Michael Powell
Michael Powell

STRATEGY
Assistant Professor of Strategy

Print Overview

Michael Powell received his PhD in Economics from the Massachusetts Institute of Technology in 2011. He is currently an Assistant Professor in the Department of Strategy. Prior to coming to Kellogg, he was a Postdoctoral Fellow of Applied Economics at the Sloan School of Management at MIT. Professor Powell's research interests include organizational economics and industrial organization. His research has focused on understanding how firms are organized and how their organization interacts with market equilibrium. His work has been published in the Quarterly Journal of Economics, Journal of Law, Economics & Organization, and American Economic Journal: Microeconomics.



Areas of Expertise
Contract Theory
Economics of Organizations
Industrial Organization

Print Vita
Education
Ph.D, 2011, Economics, MIT
B.A., M.A., 2006, Economics, UCLA
A.A., 2003, Liberal Arts, West Valley College

Academic Positions
Assistant Professor of Management and Strategy, Kellogg School of Management, Northwestern University, 2013-present
Donald P. Jacobs Scholar & Assistant Professor of Management & Strategy, Kellogg School of Management, Northwestern University, 2012-2013
Postdoctoral Fellow in Applied Economics, Sloan School of Management, Massachusetts Institute of Technology, 2011-2012

Other Professional Experience
Program committee: NBER Organizational Economics (2009, 2011), 2009-2011
Referee for: American Economic Journal: Applied Economics, Journal of Economics and Management Strategy, Journal of Labor Economics, Journal of Law and Economics, Journal of Public Economics

Honors and Awards
National Science Foundation Graduate Research Fellowship, 2007-2011
MIT Presidential Fellowship, 2006-2008
UCLA Departmental Scholar in Economics, 2004-2006

Print Research
Articles
Powell, MichaelNiko Matouschek and Jin Li. Forthcoming. Power Dynamics in Organizations. American Economic Journal: Microeconomics.
Powell, Michael. 2015. An Influence-Cost Model of Organizational Practices and Firm Boundaries. Journal of Law, Economics, & Organization. 31(Suppl 1): i104-i1142.
Gibbons, Robert, Richard Holden and Michael Powell. 2012. Organization and Information: Firms' Governance Choices in Rational-Expectations Equilibrium. Quarterly Journal of Economics. 127(4): 1551-1609.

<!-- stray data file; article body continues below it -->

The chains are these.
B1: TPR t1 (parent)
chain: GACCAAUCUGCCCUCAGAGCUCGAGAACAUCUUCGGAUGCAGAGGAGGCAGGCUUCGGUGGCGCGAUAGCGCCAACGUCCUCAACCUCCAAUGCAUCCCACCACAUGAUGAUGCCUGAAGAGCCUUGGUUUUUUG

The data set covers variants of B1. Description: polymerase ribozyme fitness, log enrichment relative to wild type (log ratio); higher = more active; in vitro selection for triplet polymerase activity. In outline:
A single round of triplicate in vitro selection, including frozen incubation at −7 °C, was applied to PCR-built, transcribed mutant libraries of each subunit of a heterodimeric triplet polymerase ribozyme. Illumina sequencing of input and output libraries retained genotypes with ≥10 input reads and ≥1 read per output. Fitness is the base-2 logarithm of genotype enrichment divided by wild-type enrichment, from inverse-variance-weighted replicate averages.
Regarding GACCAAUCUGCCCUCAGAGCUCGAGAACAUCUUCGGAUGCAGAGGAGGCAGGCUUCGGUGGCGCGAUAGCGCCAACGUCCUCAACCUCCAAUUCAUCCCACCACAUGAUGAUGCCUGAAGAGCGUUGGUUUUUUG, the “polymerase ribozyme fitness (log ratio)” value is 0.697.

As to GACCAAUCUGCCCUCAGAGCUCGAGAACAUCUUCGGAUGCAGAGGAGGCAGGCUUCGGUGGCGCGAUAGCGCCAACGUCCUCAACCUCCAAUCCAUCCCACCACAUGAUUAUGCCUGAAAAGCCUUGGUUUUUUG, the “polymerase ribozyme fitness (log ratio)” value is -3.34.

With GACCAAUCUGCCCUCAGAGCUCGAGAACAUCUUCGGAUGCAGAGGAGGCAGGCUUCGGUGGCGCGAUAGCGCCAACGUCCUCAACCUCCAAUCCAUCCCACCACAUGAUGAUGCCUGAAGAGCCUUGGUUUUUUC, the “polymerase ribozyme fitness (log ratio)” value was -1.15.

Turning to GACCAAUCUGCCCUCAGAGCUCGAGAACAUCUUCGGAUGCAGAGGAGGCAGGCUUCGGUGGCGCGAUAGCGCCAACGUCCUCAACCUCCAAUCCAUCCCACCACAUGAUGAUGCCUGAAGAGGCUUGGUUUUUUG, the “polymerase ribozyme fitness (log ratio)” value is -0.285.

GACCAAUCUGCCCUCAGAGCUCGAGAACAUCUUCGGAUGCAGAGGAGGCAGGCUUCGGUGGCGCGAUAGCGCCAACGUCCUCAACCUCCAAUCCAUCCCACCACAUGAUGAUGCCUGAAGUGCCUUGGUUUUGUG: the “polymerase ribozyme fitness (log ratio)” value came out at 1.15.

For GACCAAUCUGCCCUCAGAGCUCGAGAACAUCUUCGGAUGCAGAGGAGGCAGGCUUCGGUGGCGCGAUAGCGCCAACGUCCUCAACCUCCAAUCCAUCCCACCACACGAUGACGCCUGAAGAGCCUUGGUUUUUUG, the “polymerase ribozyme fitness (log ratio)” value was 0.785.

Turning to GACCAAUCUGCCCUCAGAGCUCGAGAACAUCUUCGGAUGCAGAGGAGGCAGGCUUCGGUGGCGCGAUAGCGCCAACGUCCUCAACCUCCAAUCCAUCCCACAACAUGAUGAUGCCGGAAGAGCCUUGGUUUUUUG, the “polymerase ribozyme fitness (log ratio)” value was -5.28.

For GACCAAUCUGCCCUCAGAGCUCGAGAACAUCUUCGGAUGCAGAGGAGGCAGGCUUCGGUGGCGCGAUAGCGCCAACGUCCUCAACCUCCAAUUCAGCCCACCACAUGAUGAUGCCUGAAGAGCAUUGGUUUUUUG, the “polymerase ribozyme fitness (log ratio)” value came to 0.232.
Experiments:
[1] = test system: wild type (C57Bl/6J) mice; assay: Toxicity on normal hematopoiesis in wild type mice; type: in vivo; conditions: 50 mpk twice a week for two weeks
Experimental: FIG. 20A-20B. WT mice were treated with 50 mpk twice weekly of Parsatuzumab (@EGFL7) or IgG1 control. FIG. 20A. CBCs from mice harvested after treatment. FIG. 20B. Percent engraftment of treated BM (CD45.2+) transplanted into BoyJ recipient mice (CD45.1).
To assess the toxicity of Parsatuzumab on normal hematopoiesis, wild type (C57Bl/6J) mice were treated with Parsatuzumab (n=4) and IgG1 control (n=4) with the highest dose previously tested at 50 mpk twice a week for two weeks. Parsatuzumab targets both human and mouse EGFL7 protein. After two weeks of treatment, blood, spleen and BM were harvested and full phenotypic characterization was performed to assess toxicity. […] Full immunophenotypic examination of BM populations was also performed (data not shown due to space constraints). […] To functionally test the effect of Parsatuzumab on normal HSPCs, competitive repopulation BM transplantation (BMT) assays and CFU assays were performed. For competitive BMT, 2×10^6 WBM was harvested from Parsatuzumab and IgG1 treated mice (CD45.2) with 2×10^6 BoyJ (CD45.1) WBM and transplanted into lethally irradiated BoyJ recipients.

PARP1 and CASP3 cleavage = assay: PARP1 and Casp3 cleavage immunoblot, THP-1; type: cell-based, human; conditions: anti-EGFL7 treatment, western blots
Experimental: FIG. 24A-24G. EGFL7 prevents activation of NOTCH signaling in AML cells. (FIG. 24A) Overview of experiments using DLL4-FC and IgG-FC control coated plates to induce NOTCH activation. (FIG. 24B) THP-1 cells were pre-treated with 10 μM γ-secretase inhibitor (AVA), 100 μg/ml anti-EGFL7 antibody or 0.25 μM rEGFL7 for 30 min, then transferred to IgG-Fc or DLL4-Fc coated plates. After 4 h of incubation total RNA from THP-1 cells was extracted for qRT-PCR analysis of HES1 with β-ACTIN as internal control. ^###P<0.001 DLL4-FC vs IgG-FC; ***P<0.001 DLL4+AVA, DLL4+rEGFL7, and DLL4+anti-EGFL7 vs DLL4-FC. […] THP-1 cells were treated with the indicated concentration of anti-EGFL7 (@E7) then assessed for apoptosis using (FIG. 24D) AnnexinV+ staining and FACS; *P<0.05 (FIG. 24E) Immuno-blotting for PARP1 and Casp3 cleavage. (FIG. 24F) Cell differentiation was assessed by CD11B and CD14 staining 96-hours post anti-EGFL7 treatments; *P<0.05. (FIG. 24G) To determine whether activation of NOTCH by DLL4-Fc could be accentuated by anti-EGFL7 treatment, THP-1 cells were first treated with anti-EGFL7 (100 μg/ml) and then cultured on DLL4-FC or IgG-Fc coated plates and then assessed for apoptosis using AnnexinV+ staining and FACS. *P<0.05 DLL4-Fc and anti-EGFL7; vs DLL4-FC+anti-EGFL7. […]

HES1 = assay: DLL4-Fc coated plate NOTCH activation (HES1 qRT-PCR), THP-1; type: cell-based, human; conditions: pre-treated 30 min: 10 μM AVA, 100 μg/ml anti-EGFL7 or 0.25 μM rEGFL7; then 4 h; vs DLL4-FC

Working Papers
Barron, Daniel and Michael Powell. 2016. Policies in Relational Contracts.
Frandsen, Brigham, Michael Powell and James Rebitzer. 2016. Sticking Points: Common Agency Problems and Contracting in the U.S. Healthcare System.
Powell, MichaelJin Li and Rongzhu Ke. 2016. Managing Careers in Organizations.
Powell, Michael. 2015. Productivity and Credibility in Industry Equilibrium.
Li, Jin and Michael Powell. 2015. Multilateral Cooperation Under Uncertainty.
Fehr, Ernst, Michael Powell and Tom Wilkening. 2015. Behavioral Limitations of Subgame-Perfect Implementation.

 
Print Teaching
Full-Time / Evening & Weekend MBA
Economics of Organizations I: Organizations and Markets (MECS-570-1)
Different firms are organized differently: decision-making can either be centralized or decentralized, rigid or flexible; incentives can be high-powered or flat; and firms can use either independent suppliers or in-house production. In order to understand how organizations interact in markets and influence the broader economy, we cannot view organizational practices as completely divorced from the underlying economic context. This course provides an introduction to the economics of organizations. To this end, it covers a variety of topics including incentives in organizations; delegation, cheap talk, and adaptation; firm boundaries, structures, and processes; and the interaction between organizations and markets.

Strategy and Organization (STRT-452-0)
This course was formerly known as MGMT 452
This course focuses on the link between organizational structure and strategy, making heavy use of the microeconomic tools taught in MECN-430. The core question students address is how firms should be organized to achieve their performance objectives. The first part of the course takes the firm's activities as given and studies the problem of organizational design; topics may include incentive pay, decentralization, transfer pricing, and complementarities. The second part examines the determinants of a firm's boundaries and may cover such topics as outsourcing, horizontal mergers, and strategic commitment.